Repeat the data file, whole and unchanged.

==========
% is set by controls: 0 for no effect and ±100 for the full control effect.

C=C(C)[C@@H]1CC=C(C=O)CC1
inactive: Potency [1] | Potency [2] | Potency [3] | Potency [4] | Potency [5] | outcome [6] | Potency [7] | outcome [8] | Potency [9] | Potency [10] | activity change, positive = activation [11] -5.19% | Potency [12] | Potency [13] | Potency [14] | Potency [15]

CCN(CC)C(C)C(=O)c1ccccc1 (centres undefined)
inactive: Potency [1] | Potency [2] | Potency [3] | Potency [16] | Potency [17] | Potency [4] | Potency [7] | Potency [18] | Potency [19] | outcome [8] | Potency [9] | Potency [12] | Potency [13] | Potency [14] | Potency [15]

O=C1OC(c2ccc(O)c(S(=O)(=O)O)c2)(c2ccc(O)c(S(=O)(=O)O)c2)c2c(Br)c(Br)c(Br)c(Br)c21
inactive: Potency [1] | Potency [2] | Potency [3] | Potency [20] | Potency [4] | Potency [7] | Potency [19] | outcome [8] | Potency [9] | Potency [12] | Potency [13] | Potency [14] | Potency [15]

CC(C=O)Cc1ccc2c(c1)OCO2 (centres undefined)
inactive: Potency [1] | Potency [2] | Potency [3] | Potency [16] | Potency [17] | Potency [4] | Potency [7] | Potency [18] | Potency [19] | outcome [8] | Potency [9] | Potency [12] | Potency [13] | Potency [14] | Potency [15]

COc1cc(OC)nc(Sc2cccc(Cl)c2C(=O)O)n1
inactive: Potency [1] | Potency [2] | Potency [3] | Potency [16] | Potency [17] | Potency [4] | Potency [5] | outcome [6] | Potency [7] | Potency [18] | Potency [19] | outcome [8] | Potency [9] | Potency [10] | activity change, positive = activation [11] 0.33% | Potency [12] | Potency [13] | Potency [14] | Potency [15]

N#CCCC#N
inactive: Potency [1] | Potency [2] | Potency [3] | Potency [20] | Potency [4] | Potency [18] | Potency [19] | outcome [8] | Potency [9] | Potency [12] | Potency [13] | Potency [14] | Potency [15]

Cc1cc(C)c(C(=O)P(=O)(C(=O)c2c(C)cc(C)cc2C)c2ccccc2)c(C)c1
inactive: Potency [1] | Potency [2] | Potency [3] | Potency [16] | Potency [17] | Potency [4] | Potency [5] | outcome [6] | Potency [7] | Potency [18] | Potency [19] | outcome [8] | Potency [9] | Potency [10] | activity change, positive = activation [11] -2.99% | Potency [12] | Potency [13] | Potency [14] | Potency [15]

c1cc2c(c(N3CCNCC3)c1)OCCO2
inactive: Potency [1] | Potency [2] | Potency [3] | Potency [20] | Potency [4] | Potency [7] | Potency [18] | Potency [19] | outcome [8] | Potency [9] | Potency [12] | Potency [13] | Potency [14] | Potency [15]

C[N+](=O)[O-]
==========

% is set by controls: 0 for no effect and ±100 for the full control effect.

C=C(C)[C@@H]1CC=C(C=O)CC1
inactive: Potency [1] | Potency [2] | Potency [3] | Potency [4] | Potency [5] | outcome [6] | Potency [7] | outcome [8] | Potency [9] | Potency [10] | activity change, positive = activation [11] -5.19% | Potency [12] | Potency [13] | Potency [14] | Potency [15]

CCN(CC)C(C)C(=O)c1ccccc1 (centres undefined)
inactive: Potency [1] | Potency [2] | Potency [3] | Potency [16] | Potency [17] | Potency [4] | Potency [7] | Potency [18] | Potency [19] | outcome [8] | Potency [9] | Potency [12] | Potency [13] | Potency [14] | Potency [15]

O=C1OC(c2ccc(O)c(S(=O)(=O)O)c2)(c2ccc(O)c(S(=O)(=O)O)c2)c2c(Br)c(Br)c(Br)c(Br)c21
inactive: Potency [1] | Potency [2] | Potency [3] | Potency [20] | Potency [4] | Potency [7] | Potency [19] | outcome [8] | Potency [9] | Potency [12] | Potency [13] | Potency [14] | Potency [15]

CC(C=O)Cc1ccc2c(c1)OCO2 (centres undefined)
inactive: Potency [1] | Potency [2] | Potency [3] | Potency [16] | Potency [17] | Potency [4] | Potency [7] | Potency [18] | Potency [19] | outcome [8] | Potency [9] | Potency [12] | Potency [13] | Potency [14] | Potency [15]

COc1cc(OC)nc(Sc2cccc(Cl)c2C(=O)O)n1
inactive: Potency [1] | Potency [2] | Potency [3] | Potency [16] | Potency [17] | Potency [4] | Potency [5] | outcome [6] | Potency [7] | Potency [18] | Potency [19] | outcome [8] | Potency [9] | Potency [10] | activity change, positive = activation [11] 0.33% | Potency [12] | Potency [13] | Potency [14] | Potency [15]

N#CCCC#N
inactive: Potency [1] | Potency [2] | Potency [3] | Potency [20] | Potency [4] | Potency [18] | Potency [19] | outcome [8] | Potency [9] | Potency [12] | Potency [13] | Potency [14] | Potency [15]

Cc1cc(C)c(C(=O)P(=O)(C(=O)c2c(C)cc(C)cc2C)c2ccccc2)c(C)c1
inactive: Potency [1] | Potency [2] | Potency [3] | Potency [16] | Potency [17] | Potency [4] | Potency [5] | outcome [6] | Potency [7] | Potency [18] | Potency [19] | outcome [8] | Potency [9] | Potency [10] | activity change, positive = activation [11] -2.99% | Potency [12] | Potency [13] | Potency [14] | Potency [15]

c1cc2c(c(N3CCNCC3)c1)OCCO2
inactive: Potency [1] | Potency [2] | Potency [3] | Potency [20] | Potency [4] | Potency [7] | Potency [18] | Potency [19] | outcome [8] | Potency [9] | Potency [12] | Potency [13] | Potency [14] | Potency [15]

C[N+](=O)[O-]